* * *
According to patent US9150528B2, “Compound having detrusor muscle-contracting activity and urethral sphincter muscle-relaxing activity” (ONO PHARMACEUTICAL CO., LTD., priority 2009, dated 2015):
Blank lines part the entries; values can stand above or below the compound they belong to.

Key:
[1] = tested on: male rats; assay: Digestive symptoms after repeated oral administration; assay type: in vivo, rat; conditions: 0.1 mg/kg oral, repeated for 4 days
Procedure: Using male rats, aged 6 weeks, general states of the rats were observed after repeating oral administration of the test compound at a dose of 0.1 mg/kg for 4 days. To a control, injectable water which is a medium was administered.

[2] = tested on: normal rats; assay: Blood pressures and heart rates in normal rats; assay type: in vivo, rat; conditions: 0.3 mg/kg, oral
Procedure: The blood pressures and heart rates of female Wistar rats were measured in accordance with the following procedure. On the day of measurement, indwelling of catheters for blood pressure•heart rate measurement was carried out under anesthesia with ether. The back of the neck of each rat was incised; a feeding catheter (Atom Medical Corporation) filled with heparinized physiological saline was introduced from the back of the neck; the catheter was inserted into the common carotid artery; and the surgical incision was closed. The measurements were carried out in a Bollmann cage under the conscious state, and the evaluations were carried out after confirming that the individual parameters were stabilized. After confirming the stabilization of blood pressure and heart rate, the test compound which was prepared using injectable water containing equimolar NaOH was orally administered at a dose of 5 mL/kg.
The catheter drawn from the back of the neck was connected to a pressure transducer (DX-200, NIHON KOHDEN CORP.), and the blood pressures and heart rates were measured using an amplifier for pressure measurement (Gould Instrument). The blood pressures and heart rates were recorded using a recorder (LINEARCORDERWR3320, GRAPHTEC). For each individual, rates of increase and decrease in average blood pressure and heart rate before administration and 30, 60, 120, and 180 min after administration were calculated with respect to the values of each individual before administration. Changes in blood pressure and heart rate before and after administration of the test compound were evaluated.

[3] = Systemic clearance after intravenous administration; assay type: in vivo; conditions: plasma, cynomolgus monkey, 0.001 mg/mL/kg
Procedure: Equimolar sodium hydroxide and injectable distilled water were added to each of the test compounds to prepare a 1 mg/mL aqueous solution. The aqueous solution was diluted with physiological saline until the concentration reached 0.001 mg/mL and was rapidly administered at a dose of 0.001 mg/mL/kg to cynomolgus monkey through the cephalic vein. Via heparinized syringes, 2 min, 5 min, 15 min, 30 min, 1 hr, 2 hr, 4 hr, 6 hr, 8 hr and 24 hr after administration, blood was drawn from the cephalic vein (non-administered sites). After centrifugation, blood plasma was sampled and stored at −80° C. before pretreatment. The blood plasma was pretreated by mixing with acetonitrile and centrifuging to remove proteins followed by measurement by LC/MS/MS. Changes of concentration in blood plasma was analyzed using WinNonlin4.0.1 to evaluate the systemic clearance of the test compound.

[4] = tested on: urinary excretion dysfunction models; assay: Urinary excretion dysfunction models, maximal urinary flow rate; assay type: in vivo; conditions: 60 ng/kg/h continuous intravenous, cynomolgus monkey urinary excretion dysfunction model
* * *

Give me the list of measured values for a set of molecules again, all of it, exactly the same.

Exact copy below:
According to patent US9150528B2, “Compound having detrusor muscle-contracting activity and urethral sphincter muscle-relaxing activity” (ONO PHARMACEUTICAL CO., LTD., priority 2009, dated 2015):
Blank lines part the entries; values can stand above or below the compound they belong to.

Key:
[1] = tested on: male rats; assay: Digestive symptoms after repeated oral administration; assay type: in vivo, rat; conditions: 0.1 mg/kg oral, repeated for 4 days
Procedure: Using male rats, aged 6 weeks, general states of the rats were observed after repeating oral administration of the test compound at a dose of 0.1 mg/kg for 4 days. To a control, injectable water which is a medium was administered.

[2] = tested on: normal rats; assay: Blood pressures and heart rates in normal rats; assay type: in vivo, rat; conditions: 0.3 mg/kg, oral
Procedure: The blood pressures and heart rates of female Wistar rats were measured in accordance with the following procedure. On the day of measurement, indwelling of catheters for blood pressure•heart rate measurement was carried out under anesthesia with ether. The back of the neck of each rat was incised; a feeding catheter (Atom Medical Corporation) filled with heparinized physiological saline was introduced from the back of the neck; the catheter was inserted into the common carotid artery; and the surgical incision was closed. The measurements were carried out in a Bollmann cage under the conscious state, and the evaluations were carried out after confirming that the individual parameters were stabilized. After confirming the stabilization of blood pressure and heart rate, the test compound which was prepared using injectable water containing equimolar NaOH was orally administered at a dose of 5 mL/kg.
The catheter drawn from the back of the neck was connected to a pressure transducer (DX-200, NIHON KOHDEN CORP.), and the blood pressures and heart rates were measured using an amplifier for pressure measurement (Gould Instrument). The blood pressures and heart rates were recorded using a recorder (LINEARCORDERWR3320, GRAPHTEC). For each individual, rates of increase and decrease in average blood pressure and heart rate before administration and 30, 60, 120, and 180 min after administration were calculated with respect to the values of each individual before administration. Changes in blood pressure and heart rate before and after administration of the test compound were evaluated.

[3] = Systemic clearance after intravenous administration; assay type: in vivo; conditions: plasma, cynomolgus monkey, 0.001 mg/mL/kg
Procedure: Equimolar sodium hydroxide and injectable distilled water were added to each of the test compounds to prepare a 1 mg/mL aqueous solution. The aqueous solution was diluted with physiological saline until the concentration reached 0.001 mg/mL and was rapidly administered at a dose of 0.001 mg/mL/kg to cynomolgus monkey through the cephalic vein. Via heparinized syringes, 2 min, 5 min, 15 min, 30 min, 1 hr, 2 hr, 4 hr, 6 hr, 8 hr and 24 hr after administration, blood was drawn from the cephalic vein (non-administered sites). After centrifugation, blood plasma was sampled and stored at −80° C. before pretreatment. The blood plasma was pretreated by mixing with acetonitrile and centrifuging to remove proteins followed by measurement by LC/MS/MS. Changes of concentration in blood plasma was analyzed using WinNonlin4.0.1 to evaluate the systemic clearance of the test compound.

[4] = tested on: urinary excretion dysfunction models; assay: Urinary excretion dysfunction models, maximal urinary flow rate; assay type: in vivo; conditions: 60 ng/kg/h continuous intravenous, cynomolgus monkey urinary excretion dysfunction model